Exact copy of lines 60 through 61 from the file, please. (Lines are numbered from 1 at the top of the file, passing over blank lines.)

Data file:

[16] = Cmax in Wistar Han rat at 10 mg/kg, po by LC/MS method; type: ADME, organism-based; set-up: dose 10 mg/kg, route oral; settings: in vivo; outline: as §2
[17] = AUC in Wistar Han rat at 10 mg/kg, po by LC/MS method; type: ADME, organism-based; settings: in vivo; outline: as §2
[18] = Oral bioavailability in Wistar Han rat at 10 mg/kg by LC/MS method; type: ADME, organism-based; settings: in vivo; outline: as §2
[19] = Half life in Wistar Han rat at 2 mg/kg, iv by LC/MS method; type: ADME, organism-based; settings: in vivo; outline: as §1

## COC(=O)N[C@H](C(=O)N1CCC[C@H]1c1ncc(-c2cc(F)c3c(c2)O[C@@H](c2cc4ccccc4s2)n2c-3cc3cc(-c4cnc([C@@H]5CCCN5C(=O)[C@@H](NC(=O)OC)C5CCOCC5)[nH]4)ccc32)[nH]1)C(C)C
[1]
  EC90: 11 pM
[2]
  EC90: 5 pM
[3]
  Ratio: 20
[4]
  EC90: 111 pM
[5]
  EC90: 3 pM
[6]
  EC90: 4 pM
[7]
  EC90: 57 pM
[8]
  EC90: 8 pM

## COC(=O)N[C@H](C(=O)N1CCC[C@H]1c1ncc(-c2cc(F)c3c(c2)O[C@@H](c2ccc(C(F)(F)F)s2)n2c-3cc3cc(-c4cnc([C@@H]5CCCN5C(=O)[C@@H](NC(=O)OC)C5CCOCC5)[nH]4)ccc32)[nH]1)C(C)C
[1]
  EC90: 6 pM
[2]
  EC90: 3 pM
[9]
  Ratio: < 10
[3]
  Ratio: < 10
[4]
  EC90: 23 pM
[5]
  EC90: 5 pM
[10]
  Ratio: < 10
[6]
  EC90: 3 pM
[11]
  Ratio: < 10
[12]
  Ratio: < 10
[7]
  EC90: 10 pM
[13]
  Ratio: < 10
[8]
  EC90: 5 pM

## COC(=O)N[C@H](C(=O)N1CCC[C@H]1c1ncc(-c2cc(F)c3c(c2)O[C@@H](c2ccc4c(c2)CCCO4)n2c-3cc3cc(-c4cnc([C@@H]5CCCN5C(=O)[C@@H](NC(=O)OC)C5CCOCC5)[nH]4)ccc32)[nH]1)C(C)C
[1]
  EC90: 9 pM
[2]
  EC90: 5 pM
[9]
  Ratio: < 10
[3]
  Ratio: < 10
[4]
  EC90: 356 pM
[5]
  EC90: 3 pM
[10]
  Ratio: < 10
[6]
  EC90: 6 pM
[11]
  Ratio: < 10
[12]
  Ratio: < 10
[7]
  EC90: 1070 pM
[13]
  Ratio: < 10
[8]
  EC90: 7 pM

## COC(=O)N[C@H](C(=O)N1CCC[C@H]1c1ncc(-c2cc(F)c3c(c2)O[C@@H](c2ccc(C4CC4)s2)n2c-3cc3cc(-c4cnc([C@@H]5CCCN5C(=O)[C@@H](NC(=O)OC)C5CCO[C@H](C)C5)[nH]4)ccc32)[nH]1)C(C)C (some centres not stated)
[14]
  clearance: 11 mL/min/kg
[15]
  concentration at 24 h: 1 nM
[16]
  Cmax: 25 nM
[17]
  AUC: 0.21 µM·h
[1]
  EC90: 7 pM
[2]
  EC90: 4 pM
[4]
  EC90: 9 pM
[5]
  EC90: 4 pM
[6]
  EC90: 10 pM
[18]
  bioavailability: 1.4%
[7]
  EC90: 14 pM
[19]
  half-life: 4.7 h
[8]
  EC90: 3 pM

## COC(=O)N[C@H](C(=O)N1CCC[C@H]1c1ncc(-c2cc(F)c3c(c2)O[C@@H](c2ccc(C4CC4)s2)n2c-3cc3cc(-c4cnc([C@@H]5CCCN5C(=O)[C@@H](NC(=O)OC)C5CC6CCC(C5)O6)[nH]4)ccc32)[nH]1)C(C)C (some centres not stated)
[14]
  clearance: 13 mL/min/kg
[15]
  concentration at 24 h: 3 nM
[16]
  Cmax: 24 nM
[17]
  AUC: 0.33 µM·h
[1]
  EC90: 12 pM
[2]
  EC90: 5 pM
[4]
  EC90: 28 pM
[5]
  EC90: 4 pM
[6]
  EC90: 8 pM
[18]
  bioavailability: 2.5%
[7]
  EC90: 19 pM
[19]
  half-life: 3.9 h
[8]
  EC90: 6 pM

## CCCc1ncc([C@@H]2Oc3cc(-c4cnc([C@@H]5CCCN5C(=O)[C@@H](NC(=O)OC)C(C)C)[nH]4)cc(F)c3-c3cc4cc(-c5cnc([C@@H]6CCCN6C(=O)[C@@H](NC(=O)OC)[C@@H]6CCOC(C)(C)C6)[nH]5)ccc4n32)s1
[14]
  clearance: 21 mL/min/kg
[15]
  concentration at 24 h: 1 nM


[5]
  EC90: 3 pM